A new-found planet is in a ‘just-right’ location around its star where liquid water could possibly exist on the planet’s surface. A team of international astronomers have discovered a potentially habitable super-Earth orbiting a nearby star in a habitable zone, where it isn’t too hot or too cold for liquid water to exist. The planet, GJ 667Cc, has an orbital period of about 28 days and with a mass about 4.5 times that of the Earth. The star that it orbits is quite interesting. It is an M-class dwarf star and is a member of a triple star system and appears to be quite different from our Sun, relatively lacking in metallic elements.
The team said this discovery demonstrates that habitable planets could form in a greater variety of environments than previously believed.
“This was expected to be a rather unlikely star to host planets,” said Steven Vogt from UC Santa Cruz, one of the scientists involved in the discovery. “Yet there they are, around a very nearby, metal-poor example of the most common type of star in our galaxy. The detection of this planet, this nearby and this soon, implies that our galaxy must be teeming with billions of potentially habitable rocky planets.”
“This planet is the new best candidate to support liquid water and, perhaps, life as we know it,” said Guillem Anglada-Escudé, from the University of Gottingen in Germany. He was with the Carnegie Institute for Science when the planet was first discovered.
The planet orbits quite close to its parent star at 0.12 astronomical units, which is much closer than Mercury to the Sun. However, the Planetary Habitability Laboratory says the star is much dimmer and provides enough energy for the planet to possibly maintain similar terrestrial temperatures. There’s a caveat, though, that astronomers aren’t sure what the planet’s composition is, because they have not been able to measure its size; therefore, it could be a either a rocky or a gas planet. I would need to have a radius between about 1.7 and 2.2 Earth radii to be a rocky world.
The team used public data from the European Southern Observatory combined with observations from the Keck Observatory in Hawaii and the new Carnegie Planet Finder Spectrograph at the Magellan II Telescope in Chile. To follow up and verify the findings, the team used the radial velocity method to measures the small wobbles in the star’s motion caused by the gravitational tug of a planet.
“With the advent of a new generation of instruments, researchers will be able to survey many M dwarf stars for similar planets and eventually look for spectroscopic signatures of life in one of these worlds,” said Anglada-Escudé.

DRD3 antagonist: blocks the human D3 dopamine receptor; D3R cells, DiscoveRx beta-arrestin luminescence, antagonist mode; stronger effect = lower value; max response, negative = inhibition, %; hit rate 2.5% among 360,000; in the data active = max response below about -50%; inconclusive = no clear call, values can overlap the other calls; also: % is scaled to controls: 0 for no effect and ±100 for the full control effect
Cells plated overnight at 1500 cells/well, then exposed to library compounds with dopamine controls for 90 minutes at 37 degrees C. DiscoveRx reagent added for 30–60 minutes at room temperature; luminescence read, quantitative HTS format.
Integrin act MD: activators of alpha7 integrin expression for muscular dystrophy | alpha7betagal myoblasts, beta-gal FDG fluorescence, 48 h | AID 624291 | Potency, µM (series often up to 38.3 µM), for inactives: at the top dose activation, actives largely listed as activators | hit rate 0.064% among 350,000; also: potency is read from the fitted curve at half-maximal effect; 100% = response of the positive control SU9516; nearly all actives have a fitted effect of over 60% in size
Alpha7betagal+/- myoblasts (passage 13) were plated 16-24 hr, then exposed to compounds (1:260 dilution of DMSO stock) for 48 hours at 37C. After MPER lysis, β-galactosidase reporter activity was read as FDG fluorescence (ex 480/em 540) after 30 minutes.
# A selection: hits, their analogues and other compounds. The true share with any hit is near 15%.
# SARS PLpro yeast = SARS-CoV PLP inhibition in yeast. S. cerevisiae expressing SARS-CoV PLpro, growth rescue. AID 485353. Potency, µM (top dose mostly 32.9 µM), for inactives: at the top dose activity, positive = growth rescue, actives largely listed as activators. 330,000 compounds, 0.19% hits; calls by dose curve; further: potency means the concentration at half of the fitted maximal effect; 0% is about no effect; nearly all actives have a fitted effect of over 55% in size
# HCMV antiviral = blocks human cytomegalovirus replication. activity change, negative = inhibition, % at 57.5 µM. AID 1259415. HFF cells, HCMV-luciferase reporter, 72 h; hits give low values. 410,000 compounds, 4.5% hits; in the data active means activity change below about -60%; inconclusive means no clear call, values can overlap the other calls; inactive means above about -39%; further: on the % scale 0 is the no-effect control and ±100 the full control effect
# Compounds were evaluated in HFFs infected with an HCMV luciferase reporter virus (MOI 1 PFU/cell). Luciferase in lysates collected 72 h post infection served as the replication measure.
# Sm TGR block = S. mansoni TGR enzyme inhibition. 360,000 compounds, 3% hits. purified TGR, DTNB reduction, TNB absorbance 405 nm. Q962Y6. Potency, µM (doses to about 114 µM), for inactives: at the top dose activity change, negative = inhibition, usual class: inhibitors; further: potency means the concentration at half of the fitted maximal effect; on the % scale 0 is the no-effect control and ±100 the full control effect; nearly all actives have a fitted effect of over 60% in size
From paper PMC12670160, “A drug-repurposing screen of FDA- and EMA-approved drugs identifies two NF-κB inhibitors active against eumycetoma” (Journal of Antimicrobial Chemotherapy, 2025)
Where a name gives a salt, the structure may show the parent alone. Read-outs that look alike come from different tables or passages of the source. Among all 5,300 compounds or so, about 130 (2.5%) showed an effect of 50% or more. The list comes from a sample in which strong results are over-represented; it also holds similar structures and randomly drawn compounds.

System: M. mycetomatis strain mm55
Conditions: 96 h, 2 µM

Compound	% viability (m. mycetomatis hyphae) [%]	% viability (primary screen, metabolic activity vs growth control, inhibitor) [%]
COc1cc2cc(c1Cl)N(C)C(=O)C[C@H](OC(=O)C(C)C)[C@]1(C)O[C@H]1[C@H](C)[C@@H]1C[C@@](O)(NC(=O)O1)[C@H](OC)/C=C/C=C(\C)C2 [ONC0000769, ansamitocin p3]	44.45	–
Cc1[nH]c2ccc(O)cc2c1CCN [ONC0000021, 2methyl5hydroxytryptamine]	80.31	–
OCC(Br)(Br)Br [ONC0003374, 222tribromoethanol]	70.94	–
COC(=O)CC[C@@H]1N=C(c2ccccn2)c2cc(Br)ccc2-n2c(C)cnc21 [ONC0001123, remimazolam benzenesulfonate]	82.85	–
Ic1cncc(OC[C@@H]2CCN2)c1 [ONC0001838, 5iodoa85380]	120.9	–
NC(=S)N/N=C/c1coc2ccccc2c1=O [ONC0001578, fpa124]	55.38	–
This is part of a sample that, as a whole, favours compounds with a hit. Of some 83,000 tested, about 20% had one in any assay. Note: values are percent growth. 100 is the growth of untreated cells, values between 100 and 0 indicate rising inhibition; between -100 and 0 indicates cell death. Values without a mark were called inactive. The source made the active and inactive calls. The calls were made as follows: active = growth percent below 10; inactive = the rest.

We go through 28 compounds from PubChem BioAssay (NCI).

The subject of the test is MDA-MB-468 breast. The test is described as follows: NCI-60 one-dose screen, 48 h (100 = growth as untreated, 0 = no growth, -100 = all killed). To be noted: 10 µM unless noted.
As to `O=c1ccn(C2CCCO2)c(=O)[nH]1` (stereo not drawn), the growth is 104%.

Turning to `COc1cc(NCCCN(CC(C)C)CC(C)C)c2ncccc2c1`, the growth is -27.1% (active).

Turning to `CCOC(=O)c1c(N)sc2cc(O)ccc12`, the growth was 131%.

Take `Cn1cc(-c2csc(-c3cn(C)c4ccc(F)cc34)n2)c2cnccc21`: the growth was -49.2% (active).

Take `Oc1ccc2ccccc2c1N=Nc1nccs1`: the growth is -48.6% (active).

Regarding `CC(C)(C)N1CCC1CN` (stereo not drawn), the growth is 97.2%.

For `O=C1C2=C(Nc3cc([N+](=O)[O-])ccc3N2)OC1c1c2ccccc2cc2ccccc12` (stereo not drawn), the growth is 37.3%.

The star, GJ 667C is 22 light years away. It has much lower abundance of elements heavier than helium, such as iron, carbon, and silicon, as does our Sun. The other two stars (GJ 667A and B) are a pair of orange K dwarfs, with a concentration of heavy elements only 25% that of our Sun’s. Such elements are the building blocks of terrestrial planets so it was thought to be unusual for metal-depleted star systems to have an abundance of low mass planets.
GJ 667C had previously been observed to have another super-Earth (GJ 667Cb) with a period of 7.2 days, although this finding was never published. This orbit is too tight, and thus hot, to support life. The new study started with the aim of obtaining the orbital parameters of this super-Earth, and came to find an additional planet.
The new planet receives 90% of the light that Earth receives. However, because most of its incoming light is in the infrared, a higher percentage of this incoming energy should be absorbed by the planet. When both these effects are taken into account, the planet is expected to absorb about the same amount of energy from its star that the Earth absorbs from the Sun. This would allow surface temperatures similar to Earth and perhaps liquid water, but this extreme cannot be confirmed without further information on the planet’s atmosphere.
The team said there is a possibility of other planets in the system, potentially a gas-giant planet and an additional super-Earth with an orbital period of 75 days. However, further observations are needed to confirm these two possibilities.
This is the fourth potentially habitiable extrasolar planet. Three were found in 2011: Gliese 581d, which scientists say is likely a rocky world about 20 ight-years away; HD 85512 b, another planet orbiting in a habitable zone is about 36 light-years away from Earth; and Kepler 22b, about 600 light-years away. Vogt was involved in the discovery of another planet in 2010 (Gliese 581g) in which he said the “chances of life on this planet are 100%,” but other astronomers have cast doubt on whether that planet even exists.
The HARPS search for southern extra-solar planets XXXI. The M-dwarf sample, and A planetary system around the nearby M dwarf GJ 667C with at least one super-Earth in its habitable zone (will add link when it becomes available)
Nancy Atkinson is currently Universe Today’s Contributing Editor. Previously she served as UT’s Senior Editor and lead writer, and has worked with Astronomy Cast and 365 Days of Astronomy. Nancy is the author of the new book “Incredible Stories from Space: A Behind-the-Scenes Look at the Missions Changing Our View of the Cosmos.” She is also a NASA/JPL Solar System Ambassador.